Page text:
GPs will need to further embody the extensivist concept, such that they can lead multidisciplinary teams in practices. These teams will care for complex patients and support a shift of care out of the acute hospital sector into the community – in nursing homes or in people’s own homes. Clearly the nursing workforce needs to increase.
Nursing homes should play a more important part in this process: entry level carers should have a nationally recognised qualification that lies between senior care assistant and state registered nurse.
This elevation of the skill level of the 500,000 care home workers in the country will require improved funding so that the United Kingdom breaks out of the vicious spiral of low pay, high turnover, limited clinical training, and compromised care.
Rationalisation of the regulatory framework is urgent. Monitor and the regulatory functions of the TDA and NHS England should be closed down, and their activities should be integrated into a single regulator, the CQC, which itself integrated the regulation of healthcare and social care in 2009.
Find more money
Many of the recommendations in this pamphlet will mean that money is spent more efficiently and effectively – such as the reduced inappropriate use of expensive hospital beds for frail older people.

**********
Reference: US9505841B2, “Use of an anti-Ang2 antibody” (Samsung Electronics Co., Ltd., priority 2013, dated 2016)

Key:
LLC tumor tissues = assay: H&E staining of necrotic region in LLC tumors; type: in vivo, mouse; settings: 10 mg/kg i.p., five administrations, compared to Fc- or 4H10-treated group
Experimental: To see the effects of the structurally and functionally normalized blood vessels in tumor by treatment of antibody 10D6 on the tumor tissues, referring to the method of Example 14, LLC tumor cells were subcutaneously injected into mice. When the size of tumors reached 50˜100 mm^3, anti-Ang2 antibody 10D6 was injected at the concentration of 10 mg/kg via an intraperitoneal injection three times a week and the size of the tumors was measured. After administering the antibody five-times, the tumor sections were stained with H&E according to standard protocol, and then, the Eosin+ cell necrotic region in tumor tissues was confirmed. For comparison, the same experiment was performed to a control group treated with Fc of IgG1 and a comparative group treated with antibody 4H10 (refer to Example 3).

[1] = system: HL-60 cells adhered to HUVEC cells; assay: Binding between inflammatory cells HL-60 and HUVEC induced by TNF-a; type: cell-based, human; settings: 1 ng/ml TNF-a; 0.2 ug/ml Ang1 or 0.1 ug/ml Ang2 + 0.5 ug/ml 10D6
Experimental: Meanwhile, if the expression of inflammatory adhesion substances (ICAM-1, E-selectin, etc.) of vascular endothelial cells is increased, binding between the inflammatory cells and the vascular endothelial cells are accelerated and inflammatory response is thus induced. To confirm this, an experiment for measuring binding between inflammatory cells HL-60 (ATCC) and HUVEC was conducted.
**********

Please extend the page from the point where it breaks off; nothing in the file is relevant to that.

However, more money will also be needed. The UK is not spending enough on health and social care. The fact that the system is largely tax-funded will mean that spending per capita across the whole system will, due to the stringencies of austerity, fall over the coming years. Social care funding has been at crisis levels for some time now.
The proportion of gross domestic product (GDP) spent on health and social care should rise at least to the average levels across the more advanced parts of Europe (in 2012, the UK spent just over 9 per cent of GDP on its health service, compared to almost 12 per cent in France and the Netherlands).41
It is quite appropriate that, as need and affluence increase, society will wish to spend more on health and social care. There is also a strong case for increased spending to maintain the UK’s global lead in biomedical science, which earns the country significant amounts of foreign earnings.
The constraints to an expanding share of GDP being spent on health and social care is the fact that the majority of funding is derived from taxes and allocated by government.